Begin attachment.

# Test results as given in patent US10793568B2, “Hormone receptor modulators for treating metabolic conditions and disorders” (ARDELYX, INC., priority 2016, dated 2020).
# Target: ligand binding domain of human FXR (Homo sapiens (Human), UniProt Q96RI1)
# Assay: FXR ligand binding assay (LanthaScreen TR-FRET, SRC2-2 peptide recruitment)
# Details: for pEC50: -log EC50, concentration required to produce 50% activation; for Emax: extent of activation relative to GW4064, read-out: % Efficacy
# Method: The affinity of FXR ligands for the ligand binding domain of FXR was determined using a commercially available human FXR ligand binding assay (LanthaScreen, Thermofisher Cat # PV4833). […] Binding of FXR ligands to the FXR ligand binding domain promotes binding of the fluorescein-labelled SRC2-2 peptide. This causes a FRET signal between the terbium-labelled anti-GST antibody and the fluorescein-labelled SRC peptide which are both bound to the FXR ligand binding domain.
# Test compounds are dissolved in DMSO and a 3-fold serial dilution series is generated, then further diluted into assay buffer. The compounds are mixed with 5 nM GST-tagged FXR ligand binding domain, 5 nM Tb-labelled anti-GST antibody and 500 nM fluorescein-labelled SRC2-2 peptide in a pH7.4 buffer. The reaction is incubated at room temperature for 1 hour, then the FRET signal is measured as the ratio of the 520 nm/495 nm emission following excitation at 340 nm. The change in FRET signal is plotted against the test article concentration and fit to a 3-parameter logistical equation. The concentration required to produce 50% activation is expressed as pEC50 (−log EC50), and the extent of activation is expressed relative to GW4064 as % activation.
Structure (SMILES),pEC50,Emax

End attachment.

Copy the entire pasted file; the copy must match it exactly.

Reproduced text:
# Test results as given in patent US10793568B2, “Hormone receptor modulators for treating metabolic conditions and disorders” (ARDELYX, INC., priority 2016, dated 2020).
# Target: ligand binding domain of human FXR (Homo sapiens (Human), UniProt Q96RI1)
# Assay: FXR ligand binding assay (LanthaScreen TR-FRET, SRC2-2 peptide recruitment)
# Details: for pEC50: -log EC50, concentration required to produce 50% activation; for Emax: extent of activation relative to GW4064, read-out: % Efficacy
# Method: The affinity of FXR ligands for the ligand binding domain of FXR was determined using a commercially available human FXR ligand binding assay (LanthaScreen, Thermofisher Cat # PV4833). […] Binding of FXR ligands to the FXR ligand binding domain promotes binding of the fluorescein-labelled SRC2-2 peptide. This causes a FRET signal between the terbium-labelled anti-GST antibody and the fluorescein-labelled SRC peptide which are both bound to the FXR ligand binding domain.
# Test compounds are dissolved in DMSO and a 3-fold serial dilution series is generated, then further diluted into assay buffer. The compounds are mixed with 5 nM GST-tagged FXR ligand binding domain, 5 nM Tb-labelled anti-GST antibody and 500 nM fluorescein-labelled SRC2-2 peptide in a pH7.4 buffer. The reaction is incubated at room temperature for 1 hour, then the FRET signal is measured as the ratio of the 520 nm/495 nm emission following excitation at 340 nm. The change in FRET signal is plotted against the test article concentration and fit to a 3-parameter logistical equation. The concentration required to produce 50% activation is expressed as pEC50 (−log EC50), and the extent of activation is expressed relative to GW4064 as % activation.
Structure (SMILES),pEC50,Emax